Scania unveils hybrid and electric power system concepts


Scania is applying its in-house developed electrification concept to the marine market. (Image courtesy of Scania)Scania is applying its in-house developed electrification concept to the marine market. (Image courtesy of Scania)



Engine manufacturer Scania is extending its product portfolio, and announced the launch of hybrid and fully electric power system concepts for its marine engines on 2 June.

“Our in-house developed electrification concept draws on our experience from electrifying on-road vehicles,” says Joel Granath, Senior Vice President, Scania. “With Scania’s long-standing excellence in producing engines that operate on diesel and alternative fuels, we are now embarking upon the next stage in development, namely carbon-mitigating electrified systems.”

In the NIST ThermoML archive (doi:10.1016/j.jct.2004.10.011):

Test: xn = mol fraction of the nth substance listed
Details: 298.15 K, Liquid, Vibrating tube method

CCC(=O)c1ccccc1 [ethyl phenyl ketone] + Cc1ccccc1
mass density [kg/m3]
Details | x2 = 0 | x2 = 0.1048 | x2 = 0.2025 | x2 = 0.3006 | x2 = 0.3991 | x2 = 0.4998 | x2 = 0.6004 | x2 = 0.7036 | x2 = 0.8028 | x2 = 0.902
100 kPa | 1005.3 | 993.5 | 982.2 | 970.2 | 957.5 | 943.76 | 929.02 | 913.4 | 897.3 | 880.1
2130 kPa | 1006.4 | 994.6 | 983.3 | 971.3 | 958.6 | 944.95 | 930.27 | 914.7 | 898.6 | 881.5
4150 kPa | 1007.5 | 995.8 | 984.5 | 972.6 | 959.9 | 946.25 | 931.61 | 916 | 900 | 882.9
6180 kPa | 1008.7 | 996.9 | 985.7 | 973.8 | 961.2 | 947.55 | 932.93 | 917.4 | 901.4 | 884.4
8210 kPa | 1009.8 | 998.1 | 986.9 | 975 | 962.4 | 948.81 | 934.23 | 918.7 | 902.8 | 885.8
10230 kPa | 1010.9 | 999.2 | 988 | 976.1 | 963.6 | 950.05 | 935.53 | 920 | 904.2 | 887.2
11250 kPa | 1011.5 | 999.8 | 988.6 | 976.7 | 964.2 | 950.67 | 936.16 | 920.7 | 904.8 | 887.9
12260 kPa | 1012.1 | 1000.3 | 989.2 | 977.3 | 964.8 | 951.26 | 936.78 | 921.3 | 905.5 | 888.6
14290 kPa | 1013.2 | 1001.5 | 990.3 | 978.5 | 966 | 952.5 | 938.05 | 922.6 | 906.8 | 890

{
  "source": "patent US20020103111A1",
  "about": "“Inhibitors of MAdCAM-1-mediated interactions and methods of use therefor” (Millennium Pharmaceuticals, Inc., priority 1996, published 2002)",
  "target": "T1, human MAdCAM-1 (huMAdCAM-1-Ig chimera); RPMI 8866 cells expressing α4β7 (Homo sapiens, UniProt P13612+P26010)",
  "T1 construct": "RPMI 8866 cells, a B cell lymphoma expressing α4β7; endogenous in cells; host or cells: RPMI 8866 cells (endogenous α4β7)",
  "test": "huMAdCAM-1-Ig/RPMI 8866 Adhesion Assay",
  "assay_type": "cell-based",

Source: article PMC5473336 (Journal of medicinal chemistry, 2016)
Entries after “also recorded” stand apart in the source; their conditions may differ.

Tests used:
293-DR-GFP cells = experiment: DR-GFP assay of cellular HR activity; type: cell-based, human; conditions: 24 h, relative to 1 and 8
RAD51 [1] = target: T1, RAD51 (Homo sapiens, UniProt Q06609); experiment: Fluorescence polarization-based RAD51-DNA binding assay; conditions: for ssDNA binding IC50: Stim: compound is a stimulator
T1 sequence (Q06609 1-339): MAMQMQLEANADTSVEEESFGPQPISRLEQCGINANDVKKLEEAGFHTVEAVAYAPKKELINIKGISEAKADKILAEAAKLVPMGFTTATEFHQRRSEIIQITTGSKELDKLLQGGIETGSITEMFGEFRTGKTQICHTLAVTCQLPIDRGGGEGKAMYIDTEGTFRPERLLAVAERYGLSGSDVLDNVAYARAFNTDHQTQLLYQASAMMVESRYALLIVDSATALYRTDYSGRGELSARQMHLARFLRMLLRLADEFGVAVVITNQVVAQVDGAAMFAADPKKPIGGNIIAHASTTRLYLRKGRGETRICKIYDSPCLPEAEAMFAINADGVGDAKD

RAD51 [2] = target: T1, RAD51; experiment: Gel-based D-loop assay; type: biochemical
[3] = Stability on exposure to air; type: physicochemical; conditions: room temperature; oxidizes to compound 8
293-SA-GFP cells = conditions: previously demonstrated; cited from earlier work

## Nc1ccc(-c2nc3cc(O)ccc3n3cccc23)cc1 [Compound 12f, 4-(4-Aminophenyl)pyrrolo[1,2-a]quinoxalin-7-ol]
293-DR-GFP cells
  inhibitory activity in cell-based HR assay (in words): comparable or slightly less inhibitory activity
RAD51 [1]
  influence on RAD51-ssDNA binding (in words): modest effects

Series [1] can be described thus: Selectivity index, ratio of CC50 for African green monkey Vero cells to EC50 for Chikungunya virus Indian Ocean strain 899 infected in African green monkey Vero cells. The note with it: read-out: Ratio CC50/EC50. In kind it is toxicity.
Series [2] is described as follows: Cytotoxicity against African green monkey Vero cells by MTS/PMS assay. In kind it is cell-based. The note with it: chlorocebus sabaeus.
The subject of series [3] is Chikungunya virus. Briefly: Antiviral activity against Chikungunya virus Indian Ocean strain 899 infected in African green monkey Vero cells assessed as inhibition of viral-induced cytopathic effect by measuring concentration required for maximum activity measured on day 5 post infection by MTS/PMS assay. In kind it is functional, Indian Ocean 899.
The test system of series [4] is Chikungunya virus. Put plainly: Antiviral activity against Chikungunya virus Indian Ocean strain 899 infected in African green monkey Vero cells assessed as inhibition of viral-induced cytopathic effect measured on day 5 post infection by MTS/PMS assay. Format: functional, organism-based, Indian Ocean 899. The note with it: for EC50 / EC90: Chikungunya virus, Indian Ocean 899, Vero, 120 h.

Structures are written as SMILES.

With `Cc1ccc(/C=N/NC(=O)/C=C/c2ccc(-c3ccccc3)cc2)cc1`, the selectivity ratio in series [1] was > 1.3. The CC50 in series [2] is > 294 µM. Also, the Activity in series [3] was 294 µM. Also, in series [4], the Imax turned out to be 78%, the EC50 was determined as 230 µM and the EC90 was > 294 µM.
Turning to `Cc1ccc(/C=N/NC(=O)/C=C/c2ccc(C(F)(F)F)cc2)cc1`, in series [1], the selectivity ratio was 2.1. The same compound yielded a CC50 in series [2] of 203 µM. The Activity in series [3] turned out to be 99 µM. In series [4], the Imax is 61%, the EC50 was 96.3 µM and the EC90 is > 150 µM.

The electrified power systems perform well in compact designs. All components work seamlessly together and are controlled by a common management system. The single system management interface and the single mechanical interface – CAN J1939 and SAE 1 – will remain as before and thereby simplify integration with external components.

The Scania systems will be both modular and scalable, allowing customers to select from and combine a number of components based on the application and specific demands.

With a potential CO2 emission reduction of up to 92 percent, Scania’s hybrid electric system combines an e-machine with an internal combustion engine – either together or as stand-alone power sources. By comparison, the fully electric system could lower CO2 emissions by up to 98 percent if the electricity were generated from renewable sources.

Powered by an e-machine, the fully electric system is characterised by outstanding power density, with maximum torque and response directly from start. With high energy efficiency and low maintenance requirements, operational cost is low.

“In developing Scania’s future hybrid and fully electric power systems, we expect these will be highly beneficial in many different applications,” explains Granath.

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